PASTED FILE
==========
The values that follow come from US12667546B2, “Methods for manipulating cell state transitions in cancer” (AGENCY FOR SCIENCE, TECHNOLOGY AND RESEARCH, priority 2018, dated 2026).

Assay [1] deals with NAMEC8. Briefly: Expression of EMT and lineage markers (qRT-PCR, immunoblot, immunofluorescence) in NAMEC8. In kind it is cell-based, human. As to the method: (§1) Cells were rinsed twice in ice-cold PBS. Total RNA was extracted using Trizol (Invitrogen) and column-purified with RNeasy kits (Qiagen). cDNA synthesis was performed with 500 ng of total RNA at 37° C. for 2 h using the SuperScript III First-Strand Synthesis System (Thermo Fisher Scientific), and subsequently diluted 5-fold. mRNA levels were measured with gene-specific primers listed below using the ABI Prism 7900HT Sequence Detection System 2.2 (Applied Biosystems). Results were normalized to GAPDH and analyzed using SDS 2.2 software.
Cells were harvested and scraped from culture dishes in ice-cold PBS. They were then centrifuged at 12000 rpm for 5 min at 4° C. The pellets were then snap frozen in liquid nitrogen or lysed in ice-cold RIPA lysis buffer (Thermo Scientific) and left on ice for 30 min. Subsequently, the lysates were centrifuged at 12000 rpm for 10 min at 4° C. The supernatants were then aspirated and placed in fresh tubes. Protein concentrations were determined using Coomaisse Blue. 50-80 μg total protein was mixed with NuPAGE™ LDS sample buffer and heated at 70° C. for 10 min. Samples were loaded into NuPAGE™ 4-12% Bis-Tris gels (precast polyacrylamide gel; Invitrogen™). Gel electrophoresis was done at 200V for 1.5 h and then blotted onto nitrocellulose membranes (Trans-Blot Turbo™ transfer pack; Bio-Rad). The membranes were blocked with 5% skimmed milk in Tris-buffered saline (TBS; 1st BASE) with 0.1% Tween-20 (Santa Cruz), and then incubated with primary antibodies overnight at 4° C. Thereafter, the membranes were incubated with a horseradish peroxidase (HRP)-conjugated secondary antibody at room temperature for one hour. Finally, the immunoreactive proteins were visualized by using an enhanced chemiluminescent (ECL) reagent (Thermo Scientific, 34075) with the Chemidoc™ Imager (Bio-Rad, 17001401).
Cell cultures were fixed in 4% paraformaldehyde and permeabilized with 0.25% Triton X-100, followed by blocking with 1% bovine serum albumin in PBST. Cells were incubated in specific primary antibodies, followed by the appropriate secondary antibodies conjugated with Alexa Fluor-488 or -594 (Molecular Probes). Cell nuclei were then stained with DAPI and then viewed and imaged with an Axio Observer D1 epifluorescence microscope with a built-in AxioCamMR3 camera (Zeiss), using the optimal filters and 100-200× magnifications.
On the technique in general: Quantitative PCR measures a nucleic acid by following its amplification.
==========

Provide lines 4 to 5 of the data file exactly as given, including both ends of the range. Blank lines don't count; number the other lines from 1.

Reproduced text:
Cell cultures were fixed in 4% paraformaldehyde and permeabilized with 0.25% Triton X-100, followed by blocking with 1% bovine serum albumin in PBST. Cells were incubated in specific primary antibodies, followed by the appropriate secondary antibodies conjugated with Alexa Fluor-488 or -594 (Molecular Probes). Cell nuclei were then stained with DAPI and then viewed and imaged with an Axio Observer D1 epifluorescence microscope with a built-in AxioCamMR3 camera (Zeiss), using the optimal filters and 100-200× magnifications.
On the technique in general: Quantitative PCR measures a nucleic acid by following its amplification.